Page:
Growing Business Trend: Exercise-Friendly Work Environments

With employers and businesses promoting exercise-friendly work environments, consistent exercise is easier than ever for our fast-paced professionals.
By: KeyCorp Executives Suites
WEST PALM BEACH, Fla. - Sept. 12, 2014 - PRLog -- There is a growing trend of businesses and employers providing support for fitness and exercise. This outside support makes consistent exercise easier than ever for our time-crunched workforce.

Exercise and healthy friendly work environments come in many flavors. It may take the form of informal walking partners during the lunch hour or company sponsored Weight Watchers Meetings onsite. At KeyCorp Executive Suites in West Palm Beach, it takes the form of promoting healthy trends.

KeyCorp Executive Suites is a local business that offers small businesses and entrepreneurs office space and administrative services, such as (but not limited to) receptionist and copy services. As a result, an eclectic group of businesses have come together under one roof, providing a unique networking and support opportunity for all involved.

KeyCorp has offered a Fitness Boot camp, Zumba que Zumba workout, and has provided to clients a standing up work station. It has also promoted the walking circuit which is available in NORTHPOINT CORPORATE PARK.

Most people spend a third of their day at work and a third of their time sleeping, leaving the remaining third of each day to fill in all the other items they want or need to do.

This makes fitting in proper exercise tricky, especially for those with family responsibilities. Having the opportunity to exercise near work can be an ideal solution.

A study was recently conducted by the University of Chicago. They took 40 healthy young men between the ages of 20 and 30 years and randomly divided them into five groups. Each group was then assigned a particular time of day to exercise vigorously for one hour on a step machine. One group exercised in the morning, one group exercised in the afternoon, another exercised in the evening or at night, and the final group acted as the control by not exercising at all.

Blood samples were taken and studied. It was found that cortisol and thyrotrophin levels were significantly higher in those men that exercised in the evening or at night then those that exercised at other times. In addition, glucose levels decreased in those same subjects.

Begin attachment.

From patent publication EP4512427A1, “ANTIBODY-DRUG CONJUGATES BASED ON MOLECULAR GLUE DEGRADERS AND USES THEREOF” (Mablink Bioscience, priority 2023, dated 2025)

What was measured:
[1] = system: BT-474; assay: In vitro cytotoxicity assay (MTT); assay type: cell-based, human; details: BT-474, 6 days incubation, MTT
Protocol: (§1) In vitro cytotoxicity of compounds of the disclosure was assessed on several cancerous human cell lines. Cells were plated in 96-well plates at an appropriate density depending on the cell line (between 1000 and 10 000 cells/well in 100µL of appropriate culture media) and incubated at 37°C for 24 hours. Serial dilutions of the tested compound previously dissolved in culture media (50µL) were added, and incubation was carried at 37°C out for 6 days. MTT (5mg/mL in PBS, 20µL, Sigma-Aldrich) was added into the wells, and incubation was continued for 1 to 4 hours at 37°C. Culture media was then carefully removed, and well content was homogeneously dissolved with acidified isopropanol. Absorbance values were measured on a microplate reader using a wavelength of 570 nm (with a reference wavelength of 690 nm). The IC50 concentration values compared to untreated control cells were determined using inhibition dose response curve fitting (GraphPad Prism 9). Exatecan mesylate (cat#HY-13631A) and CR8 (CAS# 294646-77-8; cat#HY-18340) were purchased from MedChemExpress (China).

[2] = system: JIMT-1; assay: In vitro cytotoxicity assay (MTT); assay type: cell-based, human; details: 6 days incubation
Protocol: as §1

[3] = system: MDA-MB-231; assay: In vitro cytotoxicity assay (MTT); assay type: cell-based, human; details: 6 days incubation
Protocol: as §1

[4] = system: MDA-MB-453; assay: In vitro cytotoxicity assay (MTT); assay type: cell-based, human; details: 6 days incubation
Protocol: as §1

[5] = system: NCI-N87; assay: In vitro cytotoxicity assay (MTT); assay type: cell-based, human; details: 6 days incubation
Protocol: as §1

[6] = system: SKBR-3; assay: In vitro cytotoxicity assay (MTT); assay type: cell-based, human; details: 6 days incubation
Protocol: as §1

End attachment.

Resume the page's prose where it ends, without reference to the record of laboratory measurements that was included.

The blood results suggest that their metabolisms were adjusting favorably to the regular exercise and that it may be better to train after work rather than first thing in the morning.

There is a debate on whether or not this is true for most and requires further study.

Ultimately, experts agree that the best time for a person to exercise is the time when they are most likely to consistently exercise. Some exercise is better than no exercise, so if a person needs to roll out of bed and immediately go for a run to make sure they include exercise in their routine, then that is the best time for them. If, on the other hand, a person needs time to wake up and limber up and would rather exercise immediately after work, than that’s all right as well.

The following are some tips to making exercise a habit:

·         Focus on consistency, rather than on time of day or intensity. When are you more likely to keep it up? When do you most often feel like exercising? Having the emotional boost of “being in the mood” to exercise will make it less a chore and more a habit.

·         Don’t overdo it. Weight control and health can be maintained with moderate and consistent exercise and proper nutrition. Carefully add and implement ramped up exercises as your system can tolerate with an eye towards avoiding injury.

·         Eat some healthy carbs before exercising. Muscles need glycogen during exercise and are primed for exercise after digesting carbohydrates. This means it’ll be easier to establish a consistent exercise routine if you exercise after a meal or snack. Vigorous exercising on an empty stomach can lead to muscle exhaustion, sometimes referred to as “hitting a wall”, and possible muscle injury.

Alberto Siblesz

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